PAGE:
How the role players on the Washington Wizards perform this season could play a key part in the way the season turns out.
Will Rui Hachimura and Deni Avdija take the next steps in their careers? How will point guard Monte Morris adjust to his new teammates? Can veterans Will Barton and Delon Wright provide the steadiness needed off the bench?
All those questions matter. But don’t get it twisted. The fate of the Wizards is mostly in the hands of Bradley Beal, Kyle Kuzma and Kristaps Porzingis.
How those three players mesh with each other and perform on a nightly basis will determine whether the Wizards miss the postseason for the fourth time in the last five years or if they are capable of competing in the playoffs.
For the newly assembled Beal-Kuzma-Porzingis trio, so far, so good. But it’s still early.
“There’s a little bit of a learning curve, but I like where they are,” coach Wes Unseld Jr. said. “It’ll take some time, but I think it will continue to improve.”
Through three games, the Wizards are 2-1 for the second straight year, and all three players have shown flashes of why they’ve been paired together. Beal was signed to a $251 max contract in the offseason, while Kuzma and Porzingis came to the District via trades. Kuzma, a 6-foot-9 forward, was part of the Russell Westbrook blockbuster last summer, while Porzingis, a 7-foot-3 big man, was acquired at last season’s deadline from the Mavericks.
After Friday’s home-opening win over the Chicago Bulls, Kuzma said he’s been impressed with how well the trio is gelling, especially since they’ve barely played together. When Porzingis was traded to Washington, Beal had already undergone surgery for a wrist injury and was out for the remainder of the year. Kuzma then missed time at the end of the year, so he and Porzingis only played a handful of games together.
“I think it’s damn good right now, and we haven’t really had an opportunity to really play too much together,” said Kuzma, who is averaging 19.7 points and 7 rebounds this season. “We just all know how to play basketball, that’s what it all boils down to. Brad’s going to make the right play, [Porzingis] is going to make the right play, I’m going to make the right play. And we’re all going to be aggressive at the same time.”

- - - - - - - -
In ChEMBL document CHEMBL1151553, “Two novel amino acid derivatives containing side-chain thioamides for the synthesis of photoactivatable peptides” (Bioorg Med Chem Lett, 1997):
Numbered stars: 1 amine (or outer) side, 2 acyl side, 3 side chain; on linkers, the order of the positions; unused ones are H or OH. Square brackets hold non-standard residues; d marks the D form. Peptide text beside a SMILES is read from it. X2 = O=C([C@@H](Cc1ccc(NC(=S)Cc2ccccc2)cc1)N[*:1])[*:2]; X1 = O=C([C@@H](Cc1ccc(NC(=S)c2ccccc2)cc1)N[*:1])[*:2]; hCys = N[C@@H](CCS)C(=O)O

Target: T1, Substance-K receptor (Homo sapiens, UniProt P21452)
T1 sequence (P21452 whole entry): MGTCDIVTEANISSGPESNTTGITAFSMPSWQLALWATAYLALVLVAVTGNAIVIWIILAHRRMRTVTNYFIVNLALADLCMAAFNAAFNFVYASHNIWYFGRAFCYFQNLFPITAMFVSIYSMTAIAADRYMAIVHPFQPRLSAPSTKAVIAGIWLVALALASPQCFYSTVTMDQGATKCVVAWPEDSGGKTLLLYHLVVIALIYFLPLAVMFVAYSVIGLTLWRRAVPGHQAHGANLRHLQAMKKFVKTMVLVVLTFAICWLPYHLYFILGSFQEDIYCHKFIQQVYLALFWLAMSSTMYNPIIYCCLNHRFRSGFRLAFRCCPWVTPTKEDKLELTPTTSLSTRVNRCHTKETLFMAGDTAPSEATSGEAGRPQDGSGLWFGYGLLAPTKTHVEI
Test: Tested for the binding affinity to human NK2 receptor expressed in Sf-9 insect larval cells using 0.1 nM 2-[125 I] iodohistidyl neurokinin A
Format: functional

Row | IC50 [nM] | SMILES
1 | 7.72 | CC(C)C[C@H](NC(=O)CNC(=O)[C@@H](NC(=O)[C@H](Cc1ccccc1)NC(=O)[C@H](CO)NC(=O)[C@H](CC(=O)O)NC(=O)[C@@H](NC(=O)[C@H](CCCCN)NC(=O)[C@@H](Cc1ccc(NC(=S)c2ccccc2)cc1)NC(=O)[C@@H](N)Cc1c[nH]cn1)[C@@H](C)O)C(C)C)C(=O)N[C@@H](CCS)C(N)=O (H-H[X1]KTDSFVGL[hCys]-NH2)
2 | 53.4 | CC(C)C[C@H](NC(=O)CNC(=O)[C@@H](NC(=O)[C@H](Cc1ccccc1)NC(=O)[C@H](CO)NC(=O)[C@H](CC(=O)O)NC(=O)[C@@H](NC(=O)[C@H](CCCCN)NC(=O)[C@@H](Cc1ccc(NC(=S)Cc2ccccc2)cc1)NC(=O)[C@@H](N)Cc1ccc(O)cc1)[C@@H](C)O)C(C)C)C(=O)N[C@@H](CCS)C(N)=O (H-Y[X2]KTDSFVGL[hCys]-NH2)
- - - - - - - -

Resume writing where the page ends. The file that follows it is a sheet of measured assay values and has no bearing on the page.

A key part of Unseld’s offense revolves around ball movement rather than isolation plays with specific players. To do that, everyone on the floor must play smart without the ball, and Kuzma said that’s something that he, Beal and Porzingis all have experience with. Beal used to be the No. 2 in Washington behind point guard John Wall; Porzingis for the previous three seasons was behind superstar Luka Doncic in Dallas; and Kuzma was well below LeBron James and Anthony Davis in the pecking order in Los Angeles.
“We’ve all been in situations where we’ve had to play off ball to better players, whether that’s John Wall, Luka or AD and Bron,” Kuzma said. “So we understand how to play off the ball. It’s really fun and we have a good connection right now.”
Beal wasn’t as bullish as Kuzma on the connection thus far, noting that he and Porzingis, whose combination of size and shooting ability is what earned him the nickname “The Unicorn” when he was with the Knicks, still have much to learn together. Porzingis has recorded two double-doubles in Washington’s first three games, including an 18-point, 11-rebound performance in Sunday’s overtime loss to the Cavaliers.
“Everything is up for improvement. Nothing is perfect. We’re still figuring each other out,” Beal said. “We’re constantly figuring out that dynamic with [Porzingis]. He does a great job of rolling and popping. We’re still a work in progress.”
Beal is averaging 23 points through three games — a good number for any NBA player, but well below his 30-plus point-per-game averages in the two years before Unseld’s arrival. Beal was scoring 23.2 points a contest last season before his injury.
Considered one of the best pure scorers at the shooting guard position in the NBA, Beal is working within Unseld’s system and is just trying to make the “right play.”
“I’m going to trust my teammates to make the shot, make the extra pass, make the extra read,” said Beal, who is averaging 6 assists a game. “It’s not all on me to just score, score, score. I’ve embraced the role of creating for my teammates and trusting them to make the shot.”
• Jacob Calvin Meyer can be reached at email@example.com.
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